Linked by David Adams on Fri 12th Aug 2011 03:50 UTC
Microsoft Microsoft no longer thinks Linux poses a threat to its desktop Windows business. Directions on Microsoft's Wes Miller pointed out via Twitter how Microsoft has changed the boilerplate "Competition" section in its last two annual financial filings with the SEC.
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RE[6]: Successful
by Neolander on Sat 13th Aug 2011 13:26 UTC in reply to "RE[5]: Successful"
Neolander
Member since:
2010-03-08

Well, I don't know why it works so differently for both of us. My work machine is a C2D @ 2GHz + 2GB RAM, and my personal machine is a Ci5 @ 2.27GHz + 4GB RAM, so I'd naively agree that they should run faster.

Perhaps the difference is in the hard drive (5400 RPM for you too ?). Or in software tweaks (have you applied something like nLite to your Windows DVD or altered the service configuration ? Or perhaps your antivirus is less bloated). Or perhaps you're just used to the Windows lag, though the 30s objective metric you bring here makes it unlikely.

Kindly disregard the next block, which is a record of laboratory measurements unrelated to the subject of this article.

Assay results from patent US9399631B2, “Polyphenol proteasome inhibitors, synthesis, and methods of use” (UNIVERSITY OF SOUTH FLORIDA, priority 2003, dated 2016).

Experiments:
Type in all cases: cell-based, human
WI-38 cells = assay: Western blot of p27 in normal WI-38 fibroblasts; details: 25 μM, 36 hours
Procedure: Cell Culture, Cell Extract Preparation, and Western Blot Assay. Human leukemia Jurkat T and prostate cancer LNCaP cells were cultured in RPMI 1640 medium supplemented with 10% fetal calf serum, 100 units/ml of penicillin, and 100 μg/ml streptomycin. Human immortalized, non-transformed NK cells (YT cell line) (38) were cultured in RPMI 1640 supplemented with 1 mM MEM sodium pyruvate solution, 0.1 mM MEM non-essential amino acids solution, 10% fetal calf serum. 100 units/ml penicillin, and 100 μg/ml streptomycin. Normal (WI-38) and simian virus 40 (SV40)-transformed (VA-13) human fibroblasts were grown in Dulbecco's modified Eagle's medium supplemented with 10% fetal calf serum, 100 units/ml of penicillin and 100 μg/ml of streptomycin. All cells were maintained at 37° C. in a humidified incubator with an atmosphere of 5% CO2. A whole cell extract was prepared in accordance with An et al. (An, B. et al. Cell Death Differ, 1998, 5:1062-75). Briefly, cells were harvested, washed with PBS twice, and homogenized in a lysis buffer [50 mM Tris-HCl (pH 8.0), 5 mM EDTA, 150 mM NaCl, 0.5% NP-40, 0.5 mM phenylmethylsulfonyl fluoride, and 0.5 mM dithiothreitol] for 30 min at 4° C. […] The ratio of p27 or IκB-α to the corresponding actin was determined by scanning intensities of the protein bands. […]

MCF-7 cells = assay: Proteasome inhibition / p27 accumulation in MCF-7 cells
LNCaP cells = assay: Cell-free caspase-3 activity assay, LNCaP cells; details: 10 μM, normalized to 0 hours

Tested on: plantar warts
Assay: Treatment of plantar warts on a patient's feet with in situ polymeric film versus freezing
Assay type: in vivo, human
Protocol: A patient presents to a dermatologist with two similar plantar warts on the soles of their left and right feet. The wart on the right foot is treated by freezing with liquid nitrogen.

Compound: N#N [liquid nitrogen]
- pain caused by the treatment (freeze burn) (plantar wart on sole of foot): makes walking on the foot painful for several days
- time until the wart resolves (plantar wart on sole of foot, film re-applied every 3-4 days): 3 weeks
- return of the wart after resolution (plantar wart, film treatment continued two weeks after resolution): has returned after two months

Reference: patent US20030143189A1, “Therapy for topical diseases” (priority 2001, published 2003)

>30s time to login is frequent here (especially on the work PC, which I don't turn off during the day because it takes a bit more than a minute to boot), and after login you're good for a prolonged period of strong lag. On a running system, responsiveness and prioritization of competing tasks is poor : strong disk access from a random background daemon is all it takes to glitch out audio playback, and to kill the responsiveness out of just about every mouse action in unrelated software (opening the start menu, right-clicking...). Occasionally, I even get a laggy keyboard, something I thought had disappeared in the 90s or so.

On my home machine, where I can compare both systems, there is a strong difference between F14+GNOME2 and Windows 7 in terms of responsiveness. Basically, when running similar software (openoffice, firefox, thunderbird, VLC, and compilation jobs...), Linux is relatively bad (imo), and Windows is worse.

Edited 2011-08-13 13:27 UTC

Reply Parent Score: 1